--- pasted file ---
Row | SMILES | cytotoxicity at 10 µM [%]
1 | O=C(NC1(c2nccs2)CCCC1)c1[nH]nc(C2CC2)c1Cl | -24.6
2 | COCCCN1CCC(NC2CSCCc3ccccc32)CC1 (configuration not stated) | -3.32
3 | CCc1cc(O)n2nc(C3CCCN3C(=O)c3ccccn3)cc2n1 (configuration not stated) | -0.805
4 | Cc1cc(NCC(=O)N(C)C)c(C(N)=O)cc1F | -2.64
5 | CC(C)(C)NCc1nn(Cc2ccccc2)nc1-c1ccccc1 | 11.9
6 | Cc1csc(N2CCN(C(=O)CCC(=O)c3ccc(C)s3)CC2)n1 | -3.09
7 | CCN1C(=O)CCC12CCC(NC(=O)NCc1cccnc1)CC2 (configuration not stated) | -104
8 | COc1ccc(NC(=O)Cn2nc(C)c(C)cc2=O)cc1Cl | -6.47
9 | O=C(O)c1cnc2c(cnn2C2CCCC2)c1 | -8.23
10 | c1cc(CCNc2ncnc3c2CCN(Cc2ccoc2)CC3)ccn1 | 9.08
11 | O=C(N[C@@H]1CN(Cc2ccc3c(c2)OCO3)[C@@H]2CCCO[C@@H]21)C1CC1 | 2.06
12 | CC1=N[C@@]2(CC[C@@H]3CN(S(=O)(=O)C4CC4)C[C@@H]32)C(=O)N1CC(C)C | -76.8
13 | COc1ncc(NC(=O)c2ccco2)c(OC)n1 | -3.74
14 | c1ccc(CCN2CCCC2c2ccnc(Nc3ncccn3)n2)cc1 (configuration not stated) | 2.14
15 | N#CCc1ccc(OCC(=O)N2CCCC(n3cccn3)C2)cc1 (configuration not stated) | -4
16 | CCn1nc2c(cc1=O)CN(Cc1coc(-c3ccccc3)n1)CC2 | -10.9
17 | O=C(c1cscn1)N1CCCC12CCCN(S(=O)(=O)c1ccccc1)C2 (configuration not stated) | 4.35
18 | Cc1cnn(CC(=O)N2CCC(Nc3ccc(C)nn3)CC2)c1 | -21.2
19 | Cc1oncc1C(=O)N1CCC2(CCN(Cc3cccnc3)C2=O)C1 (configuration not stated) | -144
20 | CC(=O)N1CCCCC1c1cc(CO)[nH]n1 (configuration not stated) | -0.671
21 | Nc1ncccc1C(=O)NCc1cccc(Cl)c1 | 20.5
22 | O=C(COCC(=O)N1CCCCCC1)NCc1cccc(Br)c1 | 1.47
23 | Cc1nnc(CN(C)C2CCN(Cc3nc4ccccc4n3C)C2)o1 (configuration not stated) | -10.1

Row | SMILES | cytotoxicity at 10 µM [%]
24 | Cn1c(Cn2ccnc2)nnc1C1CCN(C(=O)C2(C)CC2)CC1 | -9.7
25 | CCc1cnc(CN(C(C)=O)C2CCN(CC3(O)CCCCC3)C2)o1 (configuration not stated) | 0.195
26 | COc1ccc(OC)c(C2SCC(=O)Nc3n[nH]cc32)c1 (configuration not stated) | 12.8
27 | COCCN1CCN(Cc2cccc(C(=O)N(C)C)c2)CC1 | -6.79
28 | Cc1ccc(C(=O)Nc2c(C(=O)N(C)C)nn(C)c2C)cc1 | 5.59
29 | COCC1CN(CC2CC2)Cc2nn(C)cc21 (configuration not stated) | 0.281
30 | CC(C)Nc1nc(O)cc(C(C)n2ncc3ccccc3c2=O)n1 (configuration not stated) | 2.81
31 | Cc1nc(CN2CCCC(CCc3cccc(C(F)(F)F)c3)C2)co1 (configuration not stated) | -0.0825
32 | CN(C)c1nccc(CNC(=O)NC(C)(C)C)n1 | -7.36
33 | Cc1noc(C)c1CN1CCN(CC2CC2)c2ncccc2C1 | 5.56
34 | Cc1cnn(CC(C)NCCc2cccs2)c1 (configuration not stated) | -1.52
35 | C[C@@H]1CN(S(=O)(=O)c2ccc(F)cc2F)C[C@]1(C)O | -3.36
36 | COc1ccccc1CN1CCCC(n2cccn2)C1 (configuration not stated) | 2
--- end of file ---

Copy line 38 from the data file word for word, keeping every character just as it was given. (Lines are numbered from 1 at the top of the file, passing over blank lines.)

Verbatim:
36 | COc1ccccc1CN1CCCC(n2cccn2)C1 (configuration not stated) | 2